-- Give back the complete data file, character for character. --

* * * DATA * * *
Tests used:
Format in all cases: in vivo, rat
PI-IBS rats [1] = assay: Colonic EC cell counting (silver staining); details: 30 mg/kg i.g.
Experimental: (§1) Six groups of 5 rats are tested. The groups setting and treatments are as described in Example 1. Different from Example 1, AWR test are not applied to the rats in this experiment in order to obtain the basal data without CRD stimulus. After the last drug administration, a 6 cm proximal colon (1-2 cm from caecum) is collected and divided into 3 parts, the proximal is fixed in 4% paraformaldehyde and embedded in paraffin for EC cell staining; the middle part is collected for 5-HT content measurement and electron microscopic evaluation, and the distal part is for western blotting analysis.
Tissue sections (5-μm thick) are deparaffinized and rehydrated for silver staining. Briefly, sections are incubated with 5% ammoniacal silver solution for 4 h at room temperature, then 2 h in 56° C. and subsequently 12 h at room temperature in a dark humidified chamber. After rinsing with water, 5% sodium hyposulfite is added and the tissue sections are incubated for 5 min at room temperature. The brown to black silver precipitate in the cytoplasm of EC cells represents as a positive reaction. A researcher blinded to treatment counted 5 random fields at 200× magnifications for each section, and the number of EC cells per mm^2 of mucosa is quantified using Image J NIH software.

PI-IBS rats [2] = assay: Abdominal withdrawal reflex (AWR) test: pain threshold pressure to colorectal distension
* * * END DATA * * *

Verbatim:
Tests used:
Format in all cases: in vivo, rat
PI-IBS rats [1] = assay: Colonic EC cell counting (silver staining); details: 30 mg/kg i.g.
Experimental: (§1) Six groups of 5 rats are tested. The groups setting and treatments are as described in Example 1. Different from Example 1, AWR test are not applied to the rats in this experiment in order to obtain the basal data without CRD stimulus. After the last drug administration, a 6 cm proximal colon (1-2 cm from caecum) is collected and divided into 3 parts, the proximal is fixed in 4% paraformaldehyde and embedded in paraffin for EC cell staining; the middle part is collected for 5-HT content measurement and electron microscopic evaluation, and the distal part is for western blotting analysis.
Tissue sections (5-μm thick) are deparaffinized and rehydrated for silver staining. Briefly, sections are incubated with 5% ammoniacal silver solution for 4 h at room temperature, then 2 h in 56° C. and subsequently 12 h at room temperature in a dark humidified chamber. After rinsing with water, 5% sodium hyposulfite is added and the tissue sections are incubated for 5 min at room temperature. The brown to black silver precipitate in the cytoplasm of EC cells represents as a positive reaction. A researcher blinded to treatment counted 5 random fields at 200× magnifications for each section, and the number of EC cells per mm^2 of mucosa is quantified using Image J NIH software.

PI-IBS rats [2] = assay: Abdominal withdrawal reflex (AWR) test: pain threshold pressure to colorectal distension